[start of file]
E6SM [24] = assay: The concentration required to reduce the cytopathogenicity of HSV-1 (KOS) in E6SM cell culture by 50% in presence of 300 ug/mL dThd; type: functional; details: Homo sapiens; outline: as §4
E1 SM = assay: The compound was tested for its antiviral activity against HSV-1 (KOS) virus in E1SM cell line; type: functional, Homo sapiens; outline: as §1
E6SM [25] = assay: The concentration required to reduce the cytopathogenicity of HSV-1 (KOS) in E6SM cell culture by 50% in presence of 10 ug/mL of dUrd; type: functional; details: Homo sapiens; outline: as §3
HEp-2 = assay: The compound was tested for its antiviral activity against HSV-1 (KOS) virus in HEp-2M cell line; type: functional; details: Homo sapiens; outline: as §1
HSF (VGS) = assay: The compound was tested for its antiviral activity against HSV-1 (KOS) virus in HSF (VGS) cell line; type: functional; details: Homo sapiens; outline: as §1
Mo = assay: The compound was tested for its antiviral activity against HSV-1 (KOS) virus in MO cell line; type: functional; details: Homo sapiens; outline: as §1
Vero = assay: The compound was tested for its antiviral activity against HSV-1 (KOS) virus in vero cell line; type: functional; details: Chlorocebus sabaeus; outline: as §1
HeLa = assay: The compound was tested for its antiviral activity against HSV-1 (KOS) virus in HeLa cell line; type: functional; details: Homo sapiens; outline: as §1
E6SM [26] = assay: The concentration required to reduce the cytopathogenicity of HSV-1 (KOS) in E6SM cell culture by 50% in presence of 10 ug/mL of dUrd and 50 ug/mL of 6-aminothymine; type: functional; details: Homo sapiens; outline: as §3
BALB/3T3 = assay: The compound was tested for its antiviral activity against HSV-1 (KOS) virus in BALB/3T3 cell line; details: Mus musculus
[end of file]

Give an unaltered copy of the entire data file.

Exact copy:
E6SM [24] = assay: The concentration required to reduce the cytopathogenicity of HSV-1 (KOS) in E6SM cell culture by 50% in presence of 300 ug/mL dThd; type: functional; details: Homo sapiens; outline: as §4
E1 SM = assay: The compound was tested for its antiviral activity against HSV-1 (KOS) virus in E1SM cell line; type: functional, Homo sapiens; outline: as §1
E6SM [25] = assay: The concentration required to reduce the cytopathogenicity of HSV-1 (KOS) in E6SM cell culture by 50% in presence of 10 ug/mL of dUrd; type: functional; details: Homo sapiens; outline: as §3
HEp-2 = assay: The compound was tested for its antiviral activity against HSV-1 (KOS) virus in HEp-2M cell line; type: functional; details: Homo sapiens; outline: as §1
HSF (VGS) = assay: The compound was tested for its antiviral activity against HSV-1 (KOS) virus in HSF (VGS) cell line; type: functional; details: Homo sapiens; outline: as §1
Mo = assay: The compound was tested for its antiviral activity against HSV-1 (KOS) virus in MO cell line; type: functional; details: Homo sapiens; outline: as §1
Vero = assay: The compound was tested for its antiviral activity against HSV-1 (KOS) virus in vero cell line; type: functional; details: Chlorocebus sabaeus; outline: as §1
HeLa = assay: The compound was tested for its antiviral activity against HSV-1 (KOS) virus in HeLa cell line; type: functional; details: Homo sapiens; outline: as §1
E6SM [26] = assay: The concentration required to reduce the cytopathogenicity of HSV-1 (KOS) in E6SM cell culture by 50% in presence of 10 ug/mL of dUrd and 50 ug/mL of 6-aminothymine; type: functional; details: Homo sapiens; outline: as §3
BALB/3T3 = assay: The compound was tested for its antiviral activity against HSV-1 (KOS) virus in BALB/3T3 cell line; details: Mus musculus